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Using Technology to Huddle with Multiple Locations

using technology to huddle with multiple locations blog 

Effectively playing The Game in a company with multiple locations can be a challenging due to the complicated logistics of conducting Huddles in the workplace, playing MiniGames™, and communicating information with dispersed workforces.  Check out the creative ways these two Great Game practitioners use technology to bring their people together:



supersudsSuperSuds is a laundromat chain with stores throughout Virginia, Maryland, Pennsylvania, Delaware, and DC. The company has 68 employees, 39 of which are currently playing Great Game of Business. Many of these employees are hourly and some are Spanish speakers.

After some research, SuperSuds decided to use the Zoom video-conferencing platform to conduct their Huddles. They are fortunate to have leadership fluent in both English and Spanish who can translate in real time during their Huddles. Here are some tips they offer for Huddling by video-conference across multiple locations:

  1. Relationships matter. The SuperSuds Area Managers who regularly visit the individual stores are the ones who conduct the weekly virtual video Huddles in the workplace. The front-line employees know them from their visits and as a result are less intimidated about participating in the video Huddles. The Area Managers can provide follow up information, answer questions, and deliver additional materials when they visit the stores between Huddles. These in-person visits and relationships help to make the Huddles effective.
  1. Make it simple for employees. The SuperSuds team provided the individual stores with iPads that had the Zoom app already installed and gave the employees training on how to use both.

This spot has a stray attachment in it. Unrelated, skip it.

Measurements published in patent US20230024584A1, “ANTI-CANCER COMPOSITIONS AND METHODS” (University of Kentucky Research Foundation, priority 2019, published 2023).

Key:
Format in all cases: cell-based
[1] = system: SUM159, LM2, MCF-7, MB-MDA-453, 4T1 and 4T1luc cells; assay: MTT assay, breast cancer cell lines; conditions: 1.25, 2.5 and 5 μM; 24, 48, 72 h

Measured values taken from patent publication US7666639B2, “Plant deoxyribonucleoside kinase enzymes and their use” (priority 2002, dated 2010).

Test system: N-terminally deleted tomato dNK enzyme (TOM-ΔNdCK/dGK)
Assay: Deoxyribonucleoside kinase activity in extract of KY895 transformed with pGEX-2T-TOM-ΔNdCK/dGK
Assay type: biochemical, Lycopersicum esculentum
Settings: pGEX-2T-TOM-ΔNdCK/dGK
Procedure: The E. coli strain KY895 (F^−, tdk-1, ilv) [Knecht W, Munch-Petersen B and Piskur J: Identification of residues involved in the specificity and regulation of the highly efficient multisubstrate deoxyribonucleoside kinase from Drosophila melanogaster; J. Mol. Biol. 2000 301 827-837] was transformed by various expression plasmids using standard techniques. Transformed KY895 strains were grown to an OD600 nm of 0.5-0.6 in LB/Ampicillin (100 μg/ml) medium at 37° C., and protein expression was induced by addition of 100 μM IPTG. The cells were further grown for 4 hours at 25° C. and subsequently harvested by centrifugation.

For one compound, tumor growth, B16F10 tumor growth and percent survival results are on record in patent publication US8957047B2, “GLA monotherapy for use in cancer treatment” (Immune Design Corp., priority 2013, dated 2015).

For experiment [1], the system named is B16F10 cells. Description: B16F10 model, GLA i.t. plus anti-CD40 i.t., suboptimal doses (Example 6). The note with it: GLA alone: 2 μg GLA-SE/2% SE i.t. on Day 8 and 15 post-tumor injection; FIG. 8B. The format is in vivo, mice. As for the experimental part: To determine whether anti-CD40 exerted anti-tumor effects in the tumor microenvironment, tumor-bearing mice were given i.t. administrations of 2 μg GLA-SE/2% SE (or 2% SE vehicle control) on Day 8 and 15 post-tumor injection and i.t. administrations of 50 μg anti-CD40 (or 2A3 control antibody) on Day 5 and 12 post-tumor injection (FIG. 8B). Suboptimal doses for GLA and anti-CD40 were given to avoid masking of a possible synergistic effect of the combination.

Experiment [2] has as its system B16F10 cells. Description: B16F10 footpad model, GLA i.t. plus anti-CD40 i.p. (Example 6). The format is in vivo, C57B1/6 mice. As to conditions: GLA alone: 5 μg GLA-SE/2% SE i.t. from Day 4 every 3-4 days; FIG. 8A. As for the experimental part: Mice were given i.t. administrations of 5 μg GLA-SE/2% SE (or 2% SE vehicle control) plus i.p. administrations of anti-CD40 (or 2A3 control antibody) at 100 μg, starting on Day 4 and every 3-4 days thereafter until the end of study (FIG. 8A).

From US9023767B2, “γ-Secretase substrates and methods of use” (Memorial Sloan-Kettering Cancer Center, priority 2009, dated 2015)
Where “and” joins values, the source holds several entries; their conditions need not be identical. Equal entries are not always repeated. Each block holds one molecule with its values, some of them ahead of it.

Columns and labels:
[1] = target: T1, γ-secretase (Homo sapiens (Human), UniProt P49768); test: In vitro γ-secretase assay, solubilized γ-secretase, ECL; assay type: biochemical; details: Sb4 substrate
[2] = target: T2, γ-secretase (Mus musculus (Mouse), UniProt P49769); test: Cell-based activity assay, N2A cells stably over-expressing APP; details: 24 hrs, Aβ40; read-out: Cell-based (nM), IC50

1. Be engaging! It’s even more important to have engaging and high-energy content on a video Huddle than an in-person Huddle. The SuperSuds Huddle includes short training, shout outs for great individual performance (including spinning a prize wheel), multiple presenters, and a sense of humor to keep things fun.
  1. Choose the right moderator. If you’re Huddling in multiple languages, it’s key to have a moderator who can translate in real time to keep both the English and Spanish speakers engaged. It’s also important that the translator is able to share the information with the same emphasis, emotion, and passion in both languages. Also, be sure to display any information related to the training in both languages.


Big Brothers Big Sisters Lone Star

BBBS_Lone-Star_Horizontal_BlackThe mission of Big Brothers Big Sisters Lone Star is to partner with parents/guardians, volunteers, and donors to provide children facing adversity with strong and enduring, professionally-supported one-to-one relationships that change lives for the better, forever. Based in Irving, TX, BBBS Lone Star serves four major markets in eight different regions and has 165 staff members, so when the organization began playing Great Game, it faced a similar issue of needing to bring everyone together across a broad geography.

To design and implement the Great Game of Business, BBBS Lone Star used the Trello online project management platform. Trello enabled them to keep discussions on track, ensure action items were complete, and keep all the relevant information in one place where it could be accessed regardless of a staff member’s location.